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Coronavirus: US Navy Deploying Hospital Ships, Newsom Warns 56% Of Californians 'Will Be Infected'

SAN PEDRO (CBSLA) — A pair of floating Navy hospital ships will soon be headed to the east and west coasts to help with the coronavirus pandemic.

"We're sending upon request the two hospital ships that are being prepared right now," President Donald Trump said in a Wednesday morning briefing.

One of those ships, USNS Comfort, is based in Virginia and will be sent to New York City.

In a Wednesday letter, Gov. Gavin Newsom requested that its sister ship, USNS Mercy based in San Diego, be stationed at the Port of Los Angeles through Sept. 1 of this year.

"In some parts of our state, our case rate is doubling every four days," Newsom said in the letter. "Moreover, we have community acquired transmission in 23 counties with an increase of 44 community acquired infections in 24 hours. We project that 56% of our population — 25.5 million people — will be infected with the virus over an eight week period."

The United States Naval Institute reported that the hospital ships will help with non-coronavirus medical care that would bog down civilian hospitals — freeing up those hospitals that are needed to care for those affected by the virus.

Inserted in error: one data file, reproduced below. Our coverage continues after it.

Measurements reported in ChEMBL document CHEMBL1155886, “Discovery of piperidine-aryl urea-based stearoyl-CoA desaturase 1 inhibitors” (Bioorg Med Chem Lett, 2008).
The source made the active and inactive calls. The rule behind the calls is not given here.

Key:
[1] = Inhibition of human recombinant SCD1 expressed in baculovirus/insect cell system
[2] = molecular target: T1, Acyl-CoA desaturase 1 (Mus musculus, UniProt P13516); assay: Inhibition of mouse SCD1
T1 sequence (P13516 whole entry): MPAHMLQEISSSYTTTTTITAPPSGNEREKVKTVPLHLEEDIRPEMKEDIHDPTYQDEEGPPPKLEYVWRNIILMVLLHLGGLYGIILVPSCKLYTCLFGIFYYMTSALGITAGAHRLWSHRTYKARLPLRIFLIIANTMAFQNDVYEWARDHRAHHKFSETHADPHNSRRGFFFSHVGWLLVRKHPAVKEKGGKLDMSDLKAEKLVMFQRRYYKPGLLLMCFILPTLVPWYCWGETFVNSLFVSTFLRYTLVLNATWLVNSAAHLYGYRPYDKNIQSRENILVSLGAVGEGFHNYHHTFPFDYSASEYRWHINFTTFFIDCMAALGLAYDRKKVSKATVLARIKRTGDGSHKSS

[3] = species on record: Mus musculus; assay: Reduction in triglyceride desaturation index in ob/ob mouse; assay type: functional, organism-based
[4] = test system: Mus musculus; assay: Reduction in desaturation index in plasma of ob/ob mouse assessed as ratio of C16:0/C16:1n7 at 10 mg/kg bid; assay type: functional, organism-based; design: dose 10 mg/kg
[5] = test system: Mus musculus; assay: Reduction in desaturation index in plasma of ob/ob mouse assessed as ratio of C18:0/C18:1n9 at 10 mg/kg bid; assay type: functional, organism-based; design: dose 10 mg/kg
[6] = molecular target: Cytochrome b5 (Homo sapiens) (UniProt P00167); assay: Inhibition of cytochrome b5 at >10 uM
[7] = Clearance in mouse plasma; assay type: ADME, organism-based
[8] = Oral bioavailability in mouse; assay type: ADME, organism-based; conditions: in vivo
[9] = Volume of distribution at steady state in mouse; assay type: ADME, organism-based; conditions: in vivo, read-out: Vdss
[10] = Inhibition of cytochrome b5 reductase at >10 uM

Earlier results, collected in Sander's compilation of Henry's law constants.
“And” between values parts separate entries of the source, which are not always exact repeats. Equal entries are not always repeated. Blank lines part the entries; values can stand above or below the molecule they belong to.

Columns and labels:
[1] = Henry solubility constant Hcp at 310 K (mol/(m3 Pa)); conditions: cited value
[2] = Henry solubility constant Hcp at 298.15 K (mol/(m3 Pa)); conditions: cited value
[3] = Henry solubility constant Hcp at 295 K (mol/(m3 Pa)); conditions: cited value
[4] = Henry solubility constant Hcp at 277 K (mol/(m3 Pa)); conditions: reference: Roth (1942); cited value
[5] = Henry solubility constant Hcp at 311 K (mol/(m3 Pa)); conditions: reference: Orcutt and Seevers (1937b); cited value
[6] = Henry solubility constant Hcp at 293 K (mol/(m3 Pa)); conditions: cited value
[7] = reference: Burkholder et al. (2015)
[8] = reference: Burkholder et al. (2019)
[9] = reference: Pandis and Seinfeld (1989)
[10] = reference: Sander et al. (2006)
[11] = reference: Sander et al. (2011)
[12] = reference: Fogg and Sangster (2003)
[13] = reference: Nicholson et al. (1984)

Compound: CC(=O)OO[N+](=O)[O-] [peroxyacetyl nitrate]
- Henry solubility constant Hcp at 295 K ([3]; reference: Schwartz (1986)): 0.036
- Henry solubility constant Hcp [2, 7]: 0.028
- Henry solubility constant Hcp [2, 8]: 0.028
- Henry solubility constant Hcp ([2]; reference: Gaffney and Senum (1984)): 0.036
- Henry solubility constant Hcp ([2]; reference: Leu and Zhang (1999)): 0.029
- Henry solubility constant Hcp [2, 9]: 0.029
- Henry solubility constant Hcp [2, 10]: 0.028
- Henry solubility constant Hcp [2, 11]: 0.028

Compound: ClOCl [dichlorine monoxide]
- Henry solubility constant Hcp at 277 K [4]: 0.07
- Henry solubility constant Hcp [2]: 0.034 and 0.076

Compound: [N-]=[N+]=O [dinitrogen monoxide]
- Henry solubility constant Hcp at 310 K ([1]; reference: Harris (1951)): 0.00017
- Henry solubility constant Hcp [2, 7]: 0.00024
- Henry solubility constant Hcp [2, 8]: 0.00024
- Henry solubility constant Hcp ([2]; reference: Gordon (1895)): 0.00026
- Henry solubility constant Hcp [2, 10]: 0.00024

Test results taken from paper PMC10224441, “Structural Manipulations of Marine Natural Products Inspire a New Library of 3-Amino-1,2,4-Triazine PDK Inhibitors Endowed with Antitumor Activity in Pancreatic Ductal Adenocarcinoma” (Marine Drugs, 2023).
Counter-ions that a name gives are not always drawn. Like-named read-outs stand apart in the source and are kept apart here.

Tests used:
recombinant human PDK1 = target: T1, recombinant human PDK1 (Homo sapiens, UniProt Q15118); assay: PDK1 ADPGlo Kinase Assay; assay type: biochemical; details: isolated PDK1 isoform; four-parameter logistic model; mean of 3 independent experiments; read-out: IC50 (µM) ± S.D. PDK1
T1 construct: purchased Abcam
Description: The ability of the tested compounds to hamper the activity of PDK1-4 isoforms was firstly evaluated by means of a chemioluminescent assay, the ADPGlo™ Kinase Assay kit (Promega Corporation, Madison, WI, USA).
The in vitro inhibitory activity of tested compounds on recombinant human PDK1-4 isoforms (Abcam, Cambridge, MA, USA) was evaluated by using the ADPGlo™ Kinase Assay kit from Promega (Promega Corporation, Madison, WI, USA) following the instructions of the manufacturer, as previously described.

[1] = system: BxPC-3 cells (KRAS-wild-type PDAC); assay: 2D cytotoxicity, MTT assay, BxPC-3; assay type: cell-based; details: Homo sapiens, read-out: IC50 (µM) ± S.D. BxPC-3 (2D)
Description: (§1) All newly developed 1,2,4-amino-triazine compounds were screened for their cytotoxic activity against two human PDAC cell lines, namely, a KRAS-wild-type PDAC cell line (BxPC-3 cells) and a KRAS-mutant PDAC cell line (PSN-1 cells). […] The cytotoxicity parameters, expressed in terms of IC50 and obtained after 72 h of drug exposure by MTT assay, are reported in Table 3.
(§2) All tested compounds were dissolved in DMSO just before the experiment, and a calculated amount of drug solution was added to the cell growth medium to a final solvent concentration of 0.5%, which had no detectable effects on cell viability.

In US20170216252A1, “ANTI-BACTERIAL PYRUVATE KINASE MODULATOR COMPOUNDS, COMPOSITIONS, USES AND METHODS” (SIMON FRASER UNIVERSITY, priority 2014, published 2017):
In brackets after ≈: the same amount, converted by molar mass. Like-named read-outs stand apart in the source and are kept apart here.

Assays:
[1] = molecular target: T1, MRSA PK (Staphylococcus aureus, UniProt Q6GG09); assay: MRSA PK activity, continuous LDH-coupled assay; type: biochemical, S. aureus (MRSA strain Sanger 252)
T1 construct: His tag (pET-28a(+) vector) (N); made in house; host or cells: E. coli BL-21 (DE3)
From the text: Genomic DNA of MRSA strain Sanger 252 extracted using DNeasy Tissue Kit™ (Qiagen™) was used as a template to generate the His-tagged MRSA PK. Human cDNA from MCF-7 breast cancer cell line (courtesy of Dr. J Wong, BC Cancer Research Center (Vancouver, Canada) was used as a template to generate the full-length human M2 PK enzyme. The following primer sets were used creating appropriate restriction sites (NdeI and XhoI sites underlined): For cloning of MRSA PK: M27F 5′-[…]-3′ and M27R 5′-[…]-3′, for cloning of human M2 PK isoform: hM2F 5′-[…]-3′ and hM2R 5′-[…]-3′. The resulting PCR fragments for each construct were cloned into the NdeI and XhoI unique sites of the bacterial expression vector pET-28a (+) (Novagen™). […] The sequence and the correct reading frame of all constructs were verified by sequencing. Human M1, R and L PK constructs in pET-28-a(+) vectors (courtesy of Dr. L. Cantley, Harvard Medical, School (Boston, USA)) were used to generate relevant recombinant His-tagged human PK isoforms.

RELATED: California Could Be Short 20,000 Hospital Beds In Worst-Case Scenario

The floating hospitals are optimized for treating trauma patients rather than infectious diseases. Dr. Marc Kerner, a local surgeon and infectious disease expert, said he believes the ships will help tremendously.

"What we're all really concerned about is the overwhelming nature of this infection and that it could really blow up the hospital systems in the sense that we have so many patients that require intensive care at one time," he said.

Each ship was said to be in the process of bringing aboard active duty and reserve medical personnel. New York has since put out a call for retired doctors, nurses and other healthcare professionals to create a reserve force of personnel just in case.

Kerner said, if needed, he would be happy to help.

"We're here and we've got a number of physicians that can step right up into that second tier and help out," he said.

The ships were said to be undergoing scheduled maintenance and the Navy was working to identify medical staffing to send the ships out as soon as possible, with a goal of having them in place within a week.

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